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IPv4 Markets / Featured Blogs

CIDR in Networking: Improved IP Routing Efficiency

CIDR (Classless Inter-Domain Routing) is a routing system in which network engineers can distribute IP addresses based on the size of their specific network. This is more efficient than the previous system, which assigned IP addresses depending on whether the size of a network fits into one of only three sizes: Class A, Class B, and Class C. more

Implications of DoD IPv6 Mandate on IPv4 Market

Recent Department of Defense IPv4 activity and announcements about IPv6 indicate a shift in their perspective and suggest potential impacts on the IPv4 address market. The shift could include the release of up to 175 million IPv4 addresses in the coming years, creating a risk of a glut in the market. For perspective, the market has transferred 380 million addresses over eleven years. more

Sanctions & The Regulation of IP Transfers

The early stages of internet development operated in a culture of independence from outside influence. In fact, as though to commemorate the spirit of the times, in 1996, John Perry Barlow wrote "A Declaration of the Independence of Cyberspace." In it, he told governments they "have no sovereignty where we gather." He went on to state, "Ours is a world that is both everywhere and nowhere, but it is not where bodies live." more

Minding Your IP Address Reputation

Network operators rely on guidance from IP address experts because not all IP addresses used on the Internet are the same. The "reputation" of email senders is especially important because some are malicious users of the system. But identifying "senders" based on their email addresses or the individual IP address of a user presents issues that are unnecessarily complex. more

The IPv4 Market in 2021

Price was the story of the 2021 IPv4 market. Large and small organizations alike continue to invest in their IPv4 infrastructure causing demand for IPv4 address space to intensify. Meanwhile, supply remains constrained. These market factors drove prices up at a historic rate in 2021. more

Another Year of the Transition to IPv6

I bet that nobody believed in 1992 that thirty years later, we'd still be discussing the state of the transition to IPv6! In 1992 we were discussing what to do about the forthcoming address crunch in IPv4, and having come to terms with the inevitable prospect that the silicon industry was going to outpace the capacity of the IPv4 address pool in a couple of years, we needed to do something quickly more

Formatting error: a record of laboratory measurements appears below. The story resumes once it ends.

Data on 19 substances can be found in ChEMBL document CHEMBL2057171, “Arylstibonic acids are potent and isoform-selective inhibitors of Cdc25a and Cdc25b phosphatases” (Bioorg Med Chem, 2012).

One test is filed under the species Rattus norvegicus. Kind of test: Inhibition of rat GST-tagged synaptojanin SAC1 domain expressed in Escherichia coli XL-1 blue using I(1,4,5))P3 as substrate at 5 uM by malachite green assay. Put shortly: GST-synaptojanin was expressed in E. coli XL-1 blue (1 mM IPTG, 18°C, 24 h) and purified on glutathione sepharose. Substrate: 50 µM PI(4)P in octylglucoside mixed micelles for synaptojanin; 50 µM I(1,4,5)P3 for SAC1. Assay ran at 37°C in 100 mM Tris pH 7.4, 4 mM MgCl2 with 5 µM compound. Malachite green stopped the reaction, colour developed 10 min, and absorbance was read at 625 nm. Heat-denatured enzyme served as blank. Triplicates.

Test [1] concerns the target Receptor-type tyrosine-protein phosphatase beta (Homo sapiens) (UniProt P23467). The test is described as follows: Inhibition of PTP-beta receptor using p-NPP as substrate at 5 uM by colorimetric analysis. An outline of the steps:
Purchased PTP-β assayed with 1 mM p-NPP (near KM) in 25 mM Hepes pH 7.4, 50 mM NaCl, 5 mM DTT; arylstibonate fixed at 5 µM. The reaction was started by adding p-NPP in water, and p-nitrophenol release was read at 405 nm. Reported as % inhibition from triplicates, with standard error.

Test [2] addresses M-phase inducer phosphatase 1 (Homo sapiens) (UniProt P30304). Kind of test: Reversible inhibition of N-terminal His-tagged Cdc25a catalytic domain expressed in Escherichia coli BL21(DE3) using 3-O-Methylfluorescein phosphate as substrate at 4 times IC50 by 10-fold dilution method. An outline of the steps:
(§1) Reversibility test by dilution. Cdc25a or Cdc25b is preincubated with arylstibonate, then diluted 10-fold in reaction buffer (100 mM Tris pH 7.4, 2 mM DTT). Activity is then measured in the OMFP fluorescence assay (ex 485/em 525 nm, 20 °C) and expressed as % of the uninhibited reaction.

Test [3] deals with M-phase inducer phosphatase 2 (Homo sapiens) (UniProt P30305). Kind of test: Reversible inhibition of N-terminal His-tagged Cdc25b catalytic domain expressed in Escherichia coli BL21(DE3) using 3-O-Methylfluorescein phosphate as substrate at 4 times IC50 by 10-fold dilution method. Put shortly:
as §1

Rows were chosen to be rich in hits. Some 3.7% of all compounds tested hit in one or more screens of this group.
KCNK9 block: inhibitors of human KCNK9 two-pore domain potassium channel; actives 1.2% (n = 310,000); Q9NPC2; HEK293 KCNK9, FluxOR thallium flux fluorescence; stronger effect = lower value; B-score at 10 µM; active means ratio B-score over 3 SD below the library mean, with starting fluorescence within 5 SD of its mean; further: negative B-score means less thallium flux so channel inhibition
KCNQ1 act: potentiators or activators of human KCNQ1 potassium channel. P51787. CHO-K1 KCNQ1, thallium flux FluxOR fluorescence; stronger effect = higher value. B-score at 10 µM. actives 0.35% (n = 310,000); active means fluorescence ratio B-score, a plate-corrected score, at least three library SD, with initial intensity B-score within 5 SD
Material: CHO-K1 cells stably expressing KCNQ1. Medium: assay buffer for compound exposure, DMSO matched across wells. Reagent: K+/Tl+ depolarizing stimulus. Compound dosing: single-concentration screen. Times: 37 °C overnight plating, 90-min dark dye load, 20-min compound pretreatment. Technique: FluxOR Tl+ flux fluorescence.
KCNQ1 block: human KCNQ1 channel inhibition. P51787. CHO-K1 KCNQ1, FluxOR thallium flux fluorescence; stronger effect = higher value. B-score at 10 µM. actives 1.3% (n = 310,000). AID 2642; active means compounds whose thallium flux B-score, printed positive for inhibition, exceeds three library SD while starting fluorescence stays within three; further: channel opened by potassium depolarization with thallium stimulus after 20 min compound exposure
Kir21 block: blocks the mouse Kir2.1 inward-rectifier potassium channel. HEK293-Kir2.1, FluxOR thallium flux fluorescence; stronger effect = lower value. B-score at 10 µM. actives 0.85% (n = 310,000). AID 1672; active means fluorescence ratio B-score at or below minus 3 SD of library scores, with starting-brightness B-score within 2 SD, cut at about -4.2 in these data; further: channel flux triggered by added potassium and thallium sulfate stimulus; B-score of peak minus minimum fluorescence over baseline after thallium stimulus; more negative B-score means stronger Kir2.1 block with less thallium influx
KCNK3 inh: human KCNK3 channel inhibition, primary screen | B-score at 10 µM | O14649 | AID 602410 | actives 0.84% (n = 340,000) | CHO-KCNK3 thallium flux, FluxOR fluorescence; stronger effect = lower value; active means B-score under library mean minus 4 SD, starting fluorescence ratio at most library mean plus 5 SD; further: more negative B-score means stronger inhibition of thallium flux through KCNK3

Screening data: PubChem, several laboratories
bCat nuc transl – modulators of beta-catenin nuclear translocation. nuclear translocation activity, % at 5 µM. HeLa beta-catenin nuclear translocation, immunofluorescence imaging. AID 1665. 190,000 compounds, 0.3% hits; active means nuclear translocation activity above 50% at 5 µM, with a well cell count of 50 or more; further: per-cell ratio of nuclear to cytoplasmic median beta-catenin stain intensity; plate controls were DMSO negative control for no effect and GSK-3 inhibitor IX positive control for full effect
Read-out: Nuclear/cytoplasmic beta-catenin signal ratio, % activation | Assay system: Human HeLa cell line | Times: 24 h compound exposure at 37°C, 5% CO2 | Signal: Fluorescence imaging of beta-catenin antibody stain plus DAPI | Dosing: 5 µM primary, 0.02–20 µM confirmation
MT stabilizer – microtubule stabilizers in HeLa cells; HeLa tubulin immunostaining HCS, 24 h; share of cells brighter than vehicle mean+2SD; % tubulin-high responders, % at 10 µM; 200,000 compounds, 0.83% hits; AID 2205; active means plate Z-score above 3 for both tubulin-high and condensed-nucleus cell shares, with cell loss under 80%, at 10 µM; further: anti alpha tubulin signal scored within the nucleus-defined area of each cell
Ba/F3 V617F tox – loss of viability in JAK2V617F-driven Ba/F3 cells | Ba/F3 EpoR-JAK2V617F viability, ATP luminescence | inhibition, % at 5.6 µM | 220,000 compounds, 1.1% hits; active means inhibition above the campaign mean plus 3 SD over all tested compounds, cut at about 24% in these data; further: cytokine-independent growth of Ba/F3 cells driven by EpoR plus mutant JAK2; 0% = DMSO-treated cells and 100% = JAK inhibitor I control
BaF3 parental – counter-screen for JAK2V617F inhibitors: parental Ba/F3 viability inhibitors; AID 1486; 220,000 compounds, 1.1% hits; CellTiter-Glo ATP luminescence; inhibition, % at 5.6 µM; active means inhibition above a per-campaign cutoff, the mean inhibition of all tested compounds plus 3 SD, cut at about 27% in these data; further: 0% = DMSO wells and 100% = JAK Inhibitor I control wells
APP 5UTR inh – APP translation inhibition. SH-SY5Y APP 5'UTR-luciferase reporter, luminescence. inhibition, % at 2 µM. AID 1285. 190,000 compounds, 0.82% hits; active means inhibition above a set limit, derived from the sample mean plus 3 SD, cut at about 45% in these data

The Changing Role of IP Addresses in the Architectural Evolution of the Internet

I work at APNIC, the Regional Internet Registry that serves the Asia Pacific Region. APNIC provides common infrastructure services for the region that support the unique assignment of IP address blocks to Internet network operators within our region through the operation of an address registry. In short, IP addresses are what we do. So, when there are discussions in technology circles about evolving the Internet's address model in varying ways,... more

The Formation of IPv4 Address Markets

Something odd happened through 2021 in the market for IPv4 addresses. Across 2021 the reported market price for the transfer of IPv4 addresses has doubled, from approximately USD $27 per IPv4 individual address at the end of 2020 to around USD $55 per address in December 2021. It has taken seven years for the market price to rise from just under USD $10 to get to USD $20 per address. The next year, 2020, saw the price rise a further USD $7 per address, and then in the next 12 months, the market price doubled. more

Notes from NANOG 83

The network operations community is cautiously heading back into a mode of in-person meetings, and the NANOG meeting at the start of November was a hybrid affair with a mix of in-person and virtual participation, both by the presenters and the attendees. I was one of the virtual mob, and these are my notes from the presentations I found to be of personal interest. I hope you might also find them to be of interest as well... The year 2021 has not been a good year for Internet outages. more

The Irrationality of Deploying IPv6

For the past few decades, there's been a relatively straightforward narrative on the economics behind the IPv6 transition that goes something like this: sooner or later, IPv4 scarcity will drive costs up until they exceed those of deploying IPv6. A competitive market will then make the rational choice and transition to a more efficient mode of production and deploy IPv6. This is textbook economics, and - with the disclaimer that I'm not a trained economist - it appears to be incorrect. more